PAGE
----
OK, OK, yes: The Toronto Raptors are quite aware of their playoff reputation -- four exits in four years, just once past the conference semifinals. But this year, with a revamped playing style and an Eastern Conference-best 59 wins (a franchise record), Toronto is determined to rewrite the narrative. Stars DeMar DeRozan and Kyle Lowry sat down with ESPN's Rachel Nichols to talk about their on-court evolution, tight bond and pride for the Great White North.
ESPN: The regular season you guys just put in the books is a pretty big departure for the NBA. Usually if a team hasn't gotten quite where management wants it to go, they rip up the roster. This team, you guys kept the roster and changed the playbook. Now that you've seen that evolution through a season, how do you think it went?
DeMAR DeROZAN: I think you gotta withstand the test of time, you know? You gotta go through them dog days sometimes, to be built even stronger. And I think that's what we did. You gotta give the credit to the front office, believing. And it's a testament to us, sticking to our game. And one that continued to get better.
Your playing-style changes have been well-documented over the season. The one story I really liked was that during some of the intrasquad scrimmages early on, the coaches changed the scoring. So if you guys hit a corner 3, that actually counted for four points. But if you hit a midrange jumper, it counted for zero points. What was that like?
KYLE LOWRY: I hated it. [Laughs] I'm like, "Man, that's stupid. This ain't real basketball. Four points for a corner shot?" But it helped us realize the type of game we wanted to play. But, you know, don't take away the fact that we probably have the best midrange player in the NBA [in DeRozan], and he still does his thing. He can go out there and shoot as many as he wants because that's his game. But for everyone else, we shoot the 3s and then take the layups. It was good for us, I think. No one's hesitating on any shots.
So you guys evolved during the regular season. You got the No. 1 seed. How much does it matter if you don't have the playoff success you've been so focused on?
KL: Nothing else matters.
DD: No. We're playing for everything.
KL: Yeah, waste of a year for us.
A waste of a year?
KL: I mean, not a wasted year, but it's a disappointing year. I mean, the playoffs --
DD: It's a waste of a year.
DD: Period. You know, we put in all this work, and you want to compete for that championship. Anything less and you go into the summer upset, thinking, "Man, gotta do this all over again?"
So what is that level of success? Is it making it to the NBA Finals? Competing for a championship --
KL and DD: Championship.
Winning a championship?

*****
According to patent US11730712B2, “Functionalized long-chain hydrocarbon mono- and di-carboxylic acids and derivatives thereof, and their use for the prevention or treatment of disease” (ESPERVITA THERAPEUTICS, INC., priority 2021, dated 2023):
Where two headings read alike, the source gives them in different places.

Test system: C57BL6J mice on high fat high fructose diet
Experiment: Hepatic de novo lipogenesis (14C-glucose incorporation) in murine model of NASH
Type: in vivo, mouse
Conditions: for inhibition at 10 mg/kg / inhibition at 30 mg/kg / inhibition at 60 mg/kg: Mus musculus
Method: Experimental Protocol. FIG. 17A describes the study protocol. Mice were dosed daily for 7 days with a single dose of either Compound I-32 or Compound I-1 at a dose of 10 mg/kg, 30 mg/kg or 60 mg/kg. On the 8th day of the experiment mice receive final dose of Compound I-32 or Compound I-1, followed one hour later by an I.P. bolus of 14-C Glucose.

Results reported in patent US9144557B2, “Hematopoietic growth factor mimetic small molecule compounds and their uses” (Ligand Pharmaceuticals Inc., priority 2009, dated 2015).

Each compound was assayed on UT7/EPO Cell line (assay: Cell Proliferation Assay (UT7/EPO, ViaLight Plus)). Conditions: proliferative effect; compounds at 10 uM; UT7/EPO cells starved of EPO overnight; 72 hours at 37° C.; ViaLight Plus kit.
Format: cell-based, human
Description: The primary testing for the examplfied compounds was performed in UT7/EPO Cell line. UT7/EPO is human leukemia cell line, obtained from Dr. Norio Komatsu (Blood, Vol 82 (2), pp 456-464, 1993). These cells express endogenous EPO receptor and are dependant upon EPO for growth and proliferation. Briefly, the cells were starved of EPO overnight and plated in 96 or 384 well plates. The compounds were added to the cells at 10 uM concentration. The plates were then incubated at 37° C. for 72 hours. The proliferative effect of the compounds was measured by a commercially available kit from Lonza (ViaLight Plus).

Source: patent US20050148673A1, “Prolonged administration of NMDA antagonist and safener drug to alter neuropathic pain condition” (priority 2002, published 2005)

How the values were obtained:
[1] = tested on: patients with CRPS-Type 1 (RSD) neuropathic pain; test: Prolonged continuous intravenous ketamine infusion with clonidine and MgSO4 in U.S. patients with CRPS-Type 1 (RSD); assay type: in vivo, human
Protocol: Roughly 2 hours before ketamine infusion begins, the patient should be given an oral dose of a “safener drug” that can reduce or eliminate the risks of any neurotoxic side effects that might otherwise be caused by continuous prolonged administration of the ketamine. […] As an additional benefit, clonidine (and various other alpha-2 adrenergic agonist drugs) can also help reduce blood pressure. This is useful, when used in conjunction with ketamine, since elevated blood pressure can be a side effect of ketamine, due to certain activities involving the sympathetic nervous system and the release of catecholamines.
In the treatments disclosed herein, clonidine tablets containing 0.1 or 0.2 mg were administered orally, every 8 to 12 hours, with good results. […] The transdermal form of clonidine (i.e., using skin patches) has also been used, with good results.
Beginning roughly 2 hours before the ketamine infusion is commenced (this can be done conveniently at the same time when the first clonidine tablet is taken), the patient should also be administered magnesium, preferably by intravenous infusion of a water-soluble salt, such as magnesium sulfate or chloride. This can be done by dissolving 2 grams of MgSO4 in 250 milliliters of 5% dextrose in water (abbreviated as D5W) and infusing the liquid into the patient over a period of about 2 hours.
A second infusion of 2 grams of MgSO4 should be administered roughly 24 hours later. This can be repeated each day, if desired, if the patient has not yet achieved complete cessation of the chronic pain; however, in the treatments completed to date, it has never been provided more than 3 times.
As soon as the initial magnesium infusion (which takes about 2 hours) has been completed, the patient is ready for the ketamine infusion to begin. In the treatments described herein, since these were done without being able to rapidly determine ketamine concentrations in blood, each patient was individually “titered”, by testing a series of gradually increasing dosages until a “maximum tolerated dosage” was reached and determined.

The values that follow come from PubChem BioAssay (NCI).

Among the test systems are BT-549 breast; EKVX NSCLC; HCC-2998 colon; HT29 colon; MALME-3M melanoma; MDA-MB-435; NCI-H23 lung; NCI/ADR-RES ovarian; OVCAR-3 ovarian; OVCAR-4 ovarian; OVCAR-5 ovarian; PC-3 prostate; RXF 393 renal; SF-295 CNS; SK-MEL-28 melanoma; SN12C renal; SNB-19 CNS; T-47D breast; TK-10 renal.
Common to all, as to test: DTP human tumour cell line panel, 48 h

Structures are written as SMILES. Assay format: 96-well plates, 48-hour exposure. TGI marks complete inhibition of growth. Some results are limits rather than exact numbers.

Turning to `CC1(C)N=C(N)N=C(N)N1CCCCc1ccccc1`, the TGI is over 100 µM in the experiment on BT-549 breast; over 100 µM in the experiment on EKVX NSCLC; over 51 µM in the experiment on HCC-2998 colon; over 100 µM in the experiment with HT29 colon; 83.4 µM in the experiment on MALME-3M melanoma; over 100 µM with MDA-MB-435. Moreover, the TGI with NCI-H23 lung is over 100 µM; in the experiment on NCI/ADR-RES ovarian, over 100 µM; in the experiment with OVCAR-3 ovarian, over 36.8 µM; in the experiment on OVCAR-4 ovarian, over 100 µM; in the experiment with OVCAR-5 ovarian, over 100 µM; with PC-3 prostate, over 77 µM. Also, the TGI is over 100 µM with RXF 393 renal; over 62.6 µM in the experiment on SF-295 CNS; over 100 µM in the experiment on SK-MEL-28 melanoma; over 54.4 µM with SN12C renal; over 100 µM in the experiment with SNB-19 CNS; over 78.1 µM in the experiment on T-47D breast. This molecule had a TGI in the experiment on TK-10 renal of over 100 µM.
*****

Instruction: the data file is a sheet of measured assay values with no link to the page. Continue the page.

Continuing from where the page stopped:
KL: That's it. If you get there, you gotta win it. [Laughs]
You listen to radio and TV up here and the feeling is that you guys are not getting the respect you're due from the rest of the NBA, that people are skeptical of how the Raptors will do in the playoffs. Do you guys feel that?
KL: At the end of the day, we've been to a conference final. We've been to a second round. We've played the fifth-most playoff games in the last how many years. I mean, sometimes we haven't shot the ball well, but our teams have had some success in the playoffs. Personally, I don't pay attention to what people say. I just look at it like, "All right, whatever."
DD: Yeah, people are crazy. At the end of the day, that's just my conclusion. Like --
KL: People are crazy.
DD: I'm fine with us getting everything that we get the hard way. Nothing comes easy for us. Every success, individually and teamwise, that we had, nothing has been handed to us. And you know, you find more appreciation with it. Because we know the odds that we fight every single night.
I can tell that you two have no doubts when you look at each other -- "I can definitely count on him."
KL: We've had countless conversations, countless FaceTimes where we're talking and watching games, countless locker room talks. At the end of the day -- and I've said it, and I'm always gonna say it -- I'm going to ride or die with this guy. And I know vice versa.
Wait, do you guys watch games at home and FaceTime each other?
That's not normal. [Laughs]
DD: I mean, even the NCAA women's championship game, we FaceTimed it. As soon as [Arike Ogunbowale] hit the shot --
KL: Our friendship ain't fake. Like, it ain't a facade. It ain't for the cameras; we just happen to be caught on camera bein' goofy and silly. But at the end of the day, this is my brother. We'll do everything to help each other. We'll always be real with each other. And we'll always have each other's back.
Your friendship has evolved too. You guys have been pretty open about the fact that the first year Kyle was here, you didn't even talk off the court.
KL: He was already kind of embedded here, had his guys. And I was just like, "I'm gonna be here a couple years, then I'm out, so I ain't gonna make it tight."
DD: I didn't see him outside of the work facility, like --
DD: I really didn't talk to him. I didn't have his number. I didn't go eat with him --
Wait, you didn't have his phone number?
KL: No. At all. We didn't have each other's number.
DD: I didn't follow him on Twitter --
KL: Twitter, Instagram, nothing.
So what happened? What changed?
DD: I don't know. [Laughs] That's just the beauty of a friendship. When you think back to your closest friend, could you pinpoint when or how y'all got cool? It just happens. You look up and it's like, "Damn, I'm stuck with you?" [Laughs] You know what I mean?
You guys are legitimately different personalities, though. I want you to describe each other.
KL: He goes first.
DD: No, you go first.